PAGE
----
Select Edition

Northern Northern
Southern Southern
Global Global
New Zealand New Zealand
France France

FEATURE All Blacks face mammoth decision on the left wing

All Blacks face mammoth decision on the left wing
1 year ago

Midway through last year, it seemed as if the All Blacks had at last found the back three they were looking for and had the configuration they would select through to the World Cup.

The breakthrough moment came, ironically enough, when a midfield injury crisis forced coach Ian Foster to shift regular fullback Jordie Barrett to his preferred role of second-five against the Wallabies at Eden Park.

That shift, resulted in brother Beauden being promoted from the bench to fullback, where he slotted into a back three alongside Caleb Clarke and Will Jordan.

And that was, or so everyone thought, going to be the All Blacks’ preferred back three for the next 12 months.

Barrett brought organisational skills, bravery under the high ball, quality communication and a booming kicking game.

Beauden Barrett All Blacks
Beauden Barrett, playing at fullback, issues instructions for the All Blacks. (Photo by Warren Little/Getty Images)

He would mentor his two young wings – the lightning-quick Jordan whose ability to get off his flank and pop up in unusual places was uncanny, and the powerful Clarke, whose raw power and speed provoked comparisons with the great Jonah Lomu.

It was a back three deemed to have everything. But then Jordan couldn’t tour Europe at the end of the year due to injury.

Clarke, despite remaining a first choice, started to look defensively vulnerable and was prone to being caught out of position. It also began to feel like he missed a number of critical one-on-one tackles and by the end of the year, there was no longer that same certainty about who the All Blacks should be picking in their back three.

That uncertainty has intensified during Super Rugby. Clarke has continued to show signs of defensively vulnerability and Jordan has only been back in action for a month.

Barrett’s form, mostly at No 10 for the Blues, has been so-so at best, although there are signs he’s starting to trend in the right direction, and if the All Blacks had to pick a back three based purely on form, it would probably see Shaun Stevenson of the Chiefs at fullback, Leicester Fainga’anuku on the left wing and Mark Telea on the right.

Telea, who impressed when he made his debut last year against Scotland, has been the most consistent and dynamic right wing in Super Rugby Pacific.

But the All Blacks don’t ever pick purely on form; they always consider what players have previously done in the Test arena.

So, if we combine historic achievement with current form, Beauden Barrett is going to be at fullback for the All Blacks at the World Cup.

He brings so much to the table – experience, solid defence, the ability to play first-receiver, he’s a goal-kicker and still, he’s capable of pulling off the individually outrageous.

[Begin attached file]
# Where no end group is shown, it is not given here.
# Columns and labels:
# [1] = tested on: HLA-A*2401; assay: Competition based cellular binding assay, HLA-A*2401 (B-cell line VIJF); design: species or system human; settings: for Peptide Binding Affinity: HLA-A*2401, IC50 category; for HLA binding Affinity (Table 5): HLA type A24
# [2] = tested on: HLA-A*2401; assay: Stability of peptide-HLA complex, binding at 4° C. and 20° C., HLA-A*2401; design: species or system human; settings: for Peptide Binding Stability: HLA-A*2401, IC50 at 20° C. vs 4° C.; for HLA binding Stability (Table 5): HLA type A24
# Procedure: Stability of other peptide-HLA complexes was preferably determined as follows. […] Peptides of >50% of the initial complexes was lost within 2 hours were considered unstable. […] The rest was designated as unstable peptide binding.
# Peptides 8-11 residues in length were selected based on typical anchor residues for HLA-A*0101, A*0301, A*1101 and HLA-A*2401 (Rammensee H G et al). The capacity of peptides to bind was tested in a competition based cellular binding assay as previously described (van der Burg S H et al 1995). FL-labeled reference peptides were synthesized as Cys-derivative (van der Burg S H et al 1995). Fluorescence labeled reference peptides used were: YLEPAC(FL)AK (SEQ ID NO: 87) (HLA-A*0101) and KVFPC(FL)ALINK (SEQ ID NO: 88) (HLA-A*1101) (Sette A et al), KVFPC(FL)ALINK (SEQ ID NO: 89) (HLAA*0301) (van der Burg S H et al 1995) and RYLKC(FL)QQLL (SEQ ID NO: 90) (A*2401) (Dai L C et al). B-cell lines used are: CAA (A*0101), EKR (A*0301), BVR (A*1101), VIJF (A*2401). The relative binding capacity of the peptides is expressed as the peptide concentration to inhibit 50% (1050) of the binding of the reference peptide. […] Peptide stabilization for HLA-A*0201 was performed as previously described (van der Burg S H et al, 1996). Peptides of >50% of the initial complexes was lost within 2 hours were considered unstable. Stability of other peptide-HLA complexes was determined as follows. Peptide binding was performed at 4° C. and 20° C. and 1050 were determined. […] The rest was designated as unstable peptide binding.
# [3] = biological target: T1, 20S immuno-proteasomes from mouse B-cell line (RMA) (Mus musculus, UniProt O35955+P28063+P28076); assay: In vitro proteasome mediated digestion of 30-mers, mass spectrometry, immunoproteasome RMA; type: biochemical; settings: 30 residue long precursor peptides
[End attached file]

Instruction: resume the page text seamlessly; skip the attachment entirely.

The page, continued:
It’s the question of who will find themselves on the wings that is the harder one to answer.

Telea, who impressed when he made his debut last year against Scotland, has been the most consistent and dynamic right wing in Super Rugby Pacific.

He’s an intriguing player, as at 99kg, he doesn’t meet the criteria to be classified as a power wing, and yet he plays like one. He scored four tries for the Blues in the penultimate round-robin match against the Hurricanes, notably destroying the much larger Salesi Rayasi.

Mark Telea of the Blues is tackled during the round 14 Super Rugby Pacific match between Blues and Hurricanes. (Photo by Phil Walter/Getty Images)

“He’s on fire,” said Blues coach Leon MacDonald after the game. “Close to the line, in the middle of the field, or wherever he decides to pop up, that’s his point of difference. He’s all over the place. You can’t get away from him and he’s always looking for opportunities.

“Whether he’s off the back of a ruck, or inside, outside 10 or on the edge, he’s hungry to get his hands on the ball and dangerous. He was fantastic.”

Telea is not only beating defenders with a combination of power and footwork, he’s scoring tries, creating tries and maybe most importantly, he’s stopping tries.

As Hurricanes coach Jason Holland, who will be joining the All Blacks next year, said of Telea: “I think what he’s doing defensively too is just as good as what you’re seeing with him scoring tries. He’s definitely a hard man to defend, but it’s possible.”

As well as Telea has played and as much potential as he obviously has, to put him in the All Blacks No 14 jersey would most likely mean leaving Jordan out of the team. Which would be a huge call, as Jordan, when he’s match-fit and confident, is a stunning player.

While it’s possible the All Blacks could pick Telea on one wing and Jordan on the other, there’s a sense that Foster would like undeniable power in one of his wings.

He has scored 21 tries in 21 tests, some of which have been spectacular. He’s an X-factor player who has frequently changed the nature of test matches by doing the impossible.

Like Telea, he’s brilliant at getting off his wing and timing his strike and while it’s possible the All Blacks could pick Telea on one wing and Jordan on the other, there’s a sense that Foster would like undeniable power in one of his wings.